Magneto: This time you will surely taste defeat!

Angel: Maybe so—but I’ll make sure that you taste it with me!

Quicksilver: Uhh! His flapping wing unexpectedly deflected my blow!

Scarlett Witch: Ice!! Forming on Pietro’s body—No! No!!


The Stranger, tiring of these antics, whips up some kind of cyclone into which he throws Magneto, Toad, and himself. The cyclone zips down the stairs and away from the battle, where the Scarlett Witch and Quicksilver find themselves alone with the X-Men. Siblings, the Scarlett Witch and Quicksilver decide to stick together and not go after the remains of the Brotherhood. “We have served Magneto for the last time!” “Wanda is right! We owed him a debt—but it has been repaid—many times over!”

Scott tries to talk them into joining the X-Men, “I always felt you didn’t belong with his evil band of mutants!” but they decline and determine to return to their “home in central Europe” where they will become street buskers or terrorists probably.

The reader then rejoins the Stranger’s cyclone spinning alone in the woods. “We have journeyed far enough! Prepare for dissolvement!” The Stranger adopts a challenger’s posture and begins tough-talking Magneto and Toad.


The Stranger has a bottomless trunk of powers it seems. So far we’ve seen him levitate, shoot power blasts, change his size à la Giant Man, conjure insane cyclones à la Lucifer, and now, generate films of “anti-magnetic-membrane” à la the gods from the machine. So, what are his powers? They’re anything.



Because this is their book, The X-Men show up, but to little result. Our heroes can do nothing but stand there open-mouthed while The Stranger gets stranger by revealing his cosmic nature and absconding spectacularly with Magneto and Toad.


So, the Brotherhood—it seems—is broken. The Scarlett Witch and Quicksilver have retired, The Mastermind has been atomically reshuffled into a mineral, and Magneto and Toad have been captured and taken off-world by some kind of space god.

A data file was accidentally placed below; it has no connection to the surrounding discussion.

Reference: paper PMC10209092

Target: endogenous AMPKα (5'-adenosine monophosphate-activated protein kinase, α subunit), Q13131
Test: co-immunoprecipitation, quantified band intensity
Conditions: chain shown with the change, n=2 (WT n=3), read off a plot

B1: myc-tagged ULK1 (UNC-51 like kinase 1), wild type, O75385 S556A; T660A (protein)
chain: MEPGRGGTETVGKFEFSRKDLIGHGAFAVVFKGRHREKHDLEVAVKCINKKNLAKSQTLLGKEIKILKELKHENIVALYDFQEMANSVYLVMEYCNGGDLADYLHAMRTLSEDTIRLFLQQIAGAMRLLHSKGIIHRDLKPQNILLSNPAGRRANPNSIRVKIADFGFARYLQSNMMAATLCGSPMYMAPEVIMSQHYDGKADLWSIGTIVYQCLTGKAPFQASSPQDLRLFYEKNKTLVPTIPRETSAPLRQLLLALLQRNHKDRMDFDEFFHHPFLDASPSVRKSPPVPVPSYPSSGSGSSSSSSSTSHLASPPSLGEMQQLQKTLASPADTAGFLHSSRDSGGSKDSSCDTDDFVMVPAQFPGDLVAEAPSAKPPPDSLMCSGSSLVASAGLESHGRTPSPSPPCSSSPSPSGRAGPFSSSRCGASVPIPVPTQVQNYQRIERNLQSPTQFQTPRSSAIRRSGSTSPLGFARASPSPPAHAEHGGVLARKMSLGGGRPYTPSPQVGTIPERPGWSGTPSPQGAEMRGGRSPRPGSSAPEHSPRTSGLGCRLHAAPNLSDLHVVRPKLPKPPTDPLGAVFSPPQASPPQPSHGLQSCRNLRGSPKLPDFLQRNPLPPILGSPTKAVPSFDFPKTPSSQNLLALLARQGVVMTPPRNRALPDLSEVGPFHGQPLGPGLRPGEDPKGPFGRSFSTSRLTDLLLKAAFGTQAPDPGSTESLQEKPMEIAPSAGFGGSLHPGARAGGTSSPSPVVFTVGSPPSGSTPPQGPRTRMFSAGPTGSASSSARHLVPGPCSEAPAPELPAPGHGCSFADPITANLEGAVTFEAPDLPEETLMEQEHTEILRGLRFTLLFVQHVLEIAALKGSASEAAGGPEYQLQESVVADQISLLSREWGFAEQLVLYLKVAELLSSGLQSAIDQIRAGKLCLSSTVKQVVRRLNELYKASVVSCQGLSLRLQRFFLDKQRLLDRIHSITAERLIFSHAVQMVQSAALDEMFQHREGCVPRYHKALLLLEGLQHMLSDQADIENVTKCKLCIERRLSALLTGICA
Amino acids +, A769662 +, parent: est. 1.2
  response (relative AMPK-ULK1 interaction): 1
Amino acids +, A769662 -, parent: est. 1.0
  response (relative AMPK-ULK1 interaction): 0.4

Where does this leave the X-Men? Right back where they started, in Westchester, sitting at their Cerebro machine, pulling the lever like old ladies at slot machines.

beep beep

As always, the next mutant they’re about to face promises to be “the most powerful” they’ve ever encountered.

So what was The Stranger? Not a mutant, which this reviewer believes to be the reason for the substitution of Cerebro with the nonsensical “radar-image-beam” (because Cerebro only locates mutants *stares coldly at self in mirror*). Doesn’t matter. One gets the sense that these are microscopic steps or at least impulsive gestures toward a coming world out there that can go deeper and mean more than just the heretofore normative mutant on mutant violence. Bring on the space gods.


This deep into the series, there’s something missing.

The art, character design, and vivacity of story is kind of immaculate. Jack Kirby’s biography has fallen on the sympathetic side of history, which, when combined with the pure, crackling festival of his artwork, makes his contributions to the X-Books pretty invulnerable. Stan Lee’s hilarious spiritual imprint buzzes hard throughout every panel. These comic books are, unquestionably, fun. But there is a very visible weakness in the armor.

After eleven issues,—all the amusement and mania aside—there’s a notable deficiency of character here. What characterization we do get, we peel from dialogue and thought bubbles, but it isn’t much: Beast is a wordy bookworm, Ice Man a prank artist, Cyclops a worrywart, and Xavier himself is kind of overbearing and tough to take. But that’s it. We don’t know anything about Jean except that she harbors a secret crush for Cyclops. We know even less about Angel. And all that can be said about Magneto is that he’s evil (it’s even in the title of his team).

You, reader, may now be shouting: This is a comic book for children in 1965! Correct. It’s not fair to judge these early issues against the staggering legacy they are about to engender. But it’s worth noting that the precision of character that we applaud in other books, films, art of any kind, is totally absent here. At least so far.

Today, the X-Men are popularly recognized as a more sophisticated alternative to other super groups (take your pick). But here, in its seeding-era, one can clearly see the distance it will have to travel to claim that crown.